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Bay Area-born DeAnna Bennett shocks Alejandra Lara at Bellator 266

Bellator flyweight DeAnna Bennett delivered an impressive performance at Bellator 266 Saturday night, shocking and emphatically defeating Alejandra Lara via unanimous decision.

Bennett won via shutout across the judges’ scorecards, earning scores of 30-27 and 30-26 (twice). SFBay scored the bout 30-27 for Bennett.

As big as her Showtime-televised victory was, the bigger victory, though, was realizing her dream of competing at home in the Bay Area.

Bennett – a product of Fremont – told SFBay she didn’t expect the ovation she received from the San Jose faithful when she entered the cage, and it added an extra level of excitement:

“This is an arena that I’ve been to hundreds and hundreds and hundreds of times for various things. So, for me to be the athlete competing in this arena, I wasn’t emotional before the fight. But I wasn’t kidding when I told (Bellator commentator John) McCarthy (post-fight), ‘I might just ugly cry right now.’”

She added that seeing a few of her wrestling teammates from American High School in the audience also gave her extra motivation:

“These are the guys that I wrestled with and knew that I had the athletic potential for something back then. So, to be able to bring that full circle and perform in the Bay Area, there was no quit in me. I wanted that win.”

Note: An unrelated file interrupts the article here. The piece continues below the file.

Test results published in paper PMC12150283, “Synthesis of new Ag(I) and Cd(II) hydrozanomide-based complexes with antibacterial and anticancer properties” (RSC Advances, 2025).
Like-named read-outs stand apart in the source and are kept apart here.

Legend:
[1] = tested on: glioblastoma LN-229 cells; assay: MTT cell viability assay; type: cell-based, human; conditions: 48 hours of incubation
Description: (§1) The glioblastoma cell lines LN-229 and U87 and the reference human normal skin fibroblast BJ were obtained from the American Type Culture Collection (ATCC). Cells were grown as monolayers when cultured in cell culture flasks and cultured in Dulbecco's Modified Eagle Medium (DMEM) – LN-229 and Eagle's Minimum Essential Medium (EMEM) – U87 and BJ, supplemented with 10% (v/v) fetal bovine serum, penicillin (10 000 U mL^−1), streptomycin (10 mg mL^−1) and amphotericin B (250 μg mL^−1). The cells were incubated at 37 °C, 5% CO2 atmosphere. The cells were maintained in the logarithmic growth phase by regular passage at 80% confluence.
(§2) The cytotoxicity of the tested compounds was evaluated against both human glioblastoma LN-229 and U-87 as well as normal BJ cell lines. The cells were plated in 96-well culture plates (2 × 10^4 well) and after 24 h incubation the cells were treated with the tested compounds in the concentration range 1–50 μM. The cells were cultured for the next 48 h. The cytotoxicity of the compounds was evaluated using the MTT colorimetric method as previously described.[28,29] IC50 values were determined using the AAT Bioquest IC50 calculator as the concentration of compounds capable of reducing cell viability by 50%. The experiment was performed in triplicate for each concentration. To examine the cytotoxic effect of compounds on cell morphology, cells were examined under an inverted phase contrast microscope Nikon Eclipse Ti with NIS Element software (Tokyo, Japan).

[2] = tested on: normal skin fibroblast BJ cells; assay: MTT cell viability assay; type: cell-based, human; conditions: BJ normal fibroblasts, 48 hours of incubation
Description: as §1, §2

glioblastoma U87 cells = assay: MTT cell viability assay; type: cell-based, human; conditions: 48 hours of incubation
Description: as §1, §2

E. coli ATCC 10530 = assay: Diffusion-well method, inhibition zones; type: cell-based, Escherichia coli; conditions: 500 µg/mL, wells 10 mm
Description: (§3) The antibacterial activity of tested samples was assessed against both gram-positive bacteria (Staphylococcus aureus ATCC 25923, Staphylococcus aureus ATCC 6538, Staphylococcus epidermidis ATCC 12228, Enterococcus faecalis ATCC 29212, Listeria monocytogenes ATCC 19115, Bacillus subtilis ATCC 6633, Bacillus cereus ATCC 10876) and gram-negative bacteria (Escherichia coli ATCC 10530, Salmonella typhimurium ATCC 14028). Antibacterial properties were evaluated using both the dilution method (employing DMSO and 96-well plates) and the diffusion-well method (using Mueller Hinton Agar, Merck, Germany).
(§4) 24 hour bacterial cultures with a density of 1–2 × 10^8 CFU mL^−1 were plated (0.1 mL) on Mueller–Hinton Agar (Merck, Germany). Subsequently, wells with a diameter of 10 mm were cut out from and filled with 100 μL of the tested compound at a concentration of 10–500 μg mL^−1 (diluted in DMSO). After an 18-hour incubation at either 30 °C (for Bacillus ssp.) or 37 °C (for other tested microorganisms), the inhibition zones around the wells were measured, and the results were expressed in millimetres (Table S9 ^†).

Fighting out of Brick, N.J., Bennett (11-7-1) endured two sharp straight left hands from Lara at the start of the fight, but almost ended things early when she caught Lara off balance with a takedown before quickly transitioning into a reverse ground and pound.

Though Lara (9-5) escaped an attempted reverse armbar, she ate a multitude of punches to the side of the head from the ground and pound position as the referee closely observed if she could properly defend herself.

Lara (125.2) survived the ground assault and rebounded a little during the second round, staying on her feet and landing some kicks and straight lefts. But none of her strikes could significantly turn the fight in her favor as Bennett landed her share of strikes and continued pressuring and bullying her inside the cage.

The Medellin, Antioquia native also appeared a little fatigued and discouraged as the round progressed, which Bennett said was the product of her intense onslaught disrupting Lara’s rhythm and confidence:

“That’s my game plan. That’s what I want to do. That’s my whole thing. If you ask my training partners, half of them hate going (to the ground) with me … I want to smother, I want you to have to dig deep. It takes a lot out of you. My training partner afterwards will be like, ‘I hate you! Get off of me!’ I’m like, ‘That’s just what I do. You got hit by the ‘D-Train!’”

Lara headed into the fight as Bellator’s fifth-ranked flyweight, and produced a brief comeback in the final round, scoring a takedown after catching one of Bennett’s kicks.

Bennett quickly backed Lara off with counter up-kicks, but the former flyweight world title challenger retaliated by lunging at Bennett and finishing the fight on the ground.

Bennett’s victory was not without controversy, as she officially weighed 4.2 lbs. over the 125 lb. limit and lost an undisclosed percentage of her purse.

She also missed weight last September at Bellator 246 prior to her third-round submission loss to then-Bellator newcomer Liz Carmouche.